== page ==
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Updated: Jul 24, 2020
Credit and Creditworthiness
Manage & Increase Your Credit Score
How to understand Credit
When lenders review your credit report and request a credit score for you, they’re very interested in how reliably you pay your bills. That’s because past payment performance is usually considered a good predictor of future performance.
The credit utilization ratio is another important number in credit score calculations. It is calculated by adding all your credit card balances at any given time and dividing that amount by your total credit limit.
Unnecessary credit can harm your credit score in multiple ways, from creating too many hard inquiries on your credit report to tempting you to overspend and accumulate debt.
Your Credit Score And Creditworthiness
Your credit score is a three-digit number that relates to how likely you are to repay debt. Banks and lenders use this score to decide whether they’ll approve you for a credit card or loan or other credit offering. Your score is ranked based on some of the following areas:
The Importance Of Your Credit Score
The higher your scores, the more likely you are to qualify for loans and credit cards at the most favorable terms, which will save you money. Improving your credit scores takes time, but the sooner you address the issues that might be dragging them down, the faster your credit scores will go up. You can increase your scores by taking several steps, like establishing a track record of paying bills on time, paying down debt and taking advantage of some of our offerings designed to assist in building your score. Of course, certain credit score factors are typically more important than others. Payment history and credit utilization ratios are among the most important in many critical credit scoring models, and together they can represent up to 70% of a credit score, which means they’re hugely influential. Focusing on the following actions will help your credit scores improve over time. A credit score reflects credit payment patterns over time, with more emphasis on recent information.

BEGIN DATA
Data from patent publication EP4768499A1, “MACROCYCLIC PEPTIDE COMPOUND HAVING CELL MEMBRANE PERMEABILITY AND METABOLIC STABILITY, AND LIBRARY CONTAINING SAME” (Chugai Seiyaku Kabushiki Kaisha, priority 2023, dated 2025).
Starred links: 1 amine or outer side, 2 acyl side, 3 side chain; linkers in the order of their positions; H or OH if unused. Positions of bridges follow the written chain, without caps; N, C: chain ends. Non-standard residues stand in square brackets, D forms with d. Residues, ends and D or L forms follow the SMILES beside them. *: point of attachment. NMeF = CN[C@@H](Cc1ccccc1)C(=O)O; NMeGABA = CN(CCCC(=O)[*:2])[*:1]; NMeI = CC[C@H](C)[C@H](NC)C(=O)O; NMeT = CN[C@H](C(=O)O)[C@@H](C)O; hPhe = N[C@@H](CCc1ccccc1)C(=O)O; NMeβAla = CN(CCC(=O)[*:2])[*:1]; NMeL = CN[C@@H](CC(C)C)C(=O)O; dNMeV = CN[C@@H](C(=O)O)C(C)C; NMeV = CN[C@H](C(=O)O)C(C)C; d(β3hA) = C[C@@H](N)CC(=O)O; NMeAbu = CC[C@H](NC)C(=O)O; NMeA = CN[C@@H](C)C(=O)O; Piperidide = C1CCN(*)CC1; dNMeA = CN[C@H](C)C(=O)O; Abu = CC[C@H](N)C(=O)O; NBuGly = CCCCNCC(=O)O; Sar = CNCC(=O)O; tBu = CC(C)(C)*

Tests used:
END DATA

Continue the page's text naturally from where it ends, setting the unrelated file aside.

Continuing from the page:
Unused Credit Cards
Keeping unused credit cards open—as long as they’re not costing you money in annual fees—is a smart strategy, because closing an account may increase your credit utilization ratio.
Applying For Too Much
Opening a new credit card can increase your overall credit limit, but the act of applying for credit creates a hard inquiry on your credit report. Too many hard inquiries can negatively impact your credit score.
Dispute Any Inaccuracies
You should check your credit reports at all three credit reporting bureaus (TransUnion, Equifax, and Experian for any inaccuracies. Incorrect information on your credit reports could drag your scores down.